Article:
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New Function of 2′3′-cGAMP:Binds with EF1A1 and Inhibits Protein Synthesis
Update time: 2021-09-03
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Researchers from Shanghai Institute of Organic Chemistry found 2′3′-cGAMP can directly bind with translation elongation factor EF1A1 and lead to protein synthesis slowing down.
2′3′-cGAMP is generated under DNA exposed to cytosol. This phenomenon is often observed in virus infected cells and tumor cells. 2′3′-cGAMP transmits danger signal to STING and activates innate immune response to fight virus and tumors. However, other functions of 2′3′-cGAMP are less known.
In order to study the biological functions of 2′3′-cGAMP, it is important to know what proteins 2′3′-cGAMP can bind in mammalian cells. But, there are no tools suitable for the identification of unknown binding proteins of 2′3′-cGAMP. So researchers designed and synthesized the 2′3′-cGAMP-based photoaffinity probes that can capture and isolate 2′3′-cGAMP-binding proteins for visualization, identification and validation. Among several potential binding proteins identified from HeLa cells using these affinity probes, EF1A1 in EF1 complex, which has a pivotal role in protein synthesis, was demonstrated to associate with 2′3′-cGAMP in vitro and in cells to impede protein synthesis.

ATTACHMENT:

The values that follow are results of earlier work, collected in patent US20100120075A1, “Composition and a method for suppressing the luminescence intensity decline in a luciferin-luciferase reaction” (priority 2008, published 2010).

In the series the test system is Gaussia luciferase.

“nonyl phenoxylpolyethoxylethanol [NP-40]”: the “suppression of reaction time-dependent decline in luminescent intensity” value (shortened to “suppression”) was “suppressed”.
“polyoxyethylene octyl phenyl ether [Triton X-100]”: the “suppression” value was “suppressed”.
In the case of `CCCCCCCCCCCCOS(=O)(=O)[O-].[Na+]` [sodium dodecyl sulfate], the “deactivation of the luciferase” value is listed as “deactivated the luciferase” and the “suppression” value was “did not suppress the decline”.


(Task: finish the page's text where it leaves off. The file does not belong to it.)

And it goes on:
This study leads the researchers to think that intrinsic 2′3′-cGAMP generated in mammalian cells may also restrict virus replication and suppress tumor cell proliferation via EF1A1 as well.
Jiang Hong Ph.D. Professor
Tel: 021-68582396
Email: hongjiang@sioc.ac.cn
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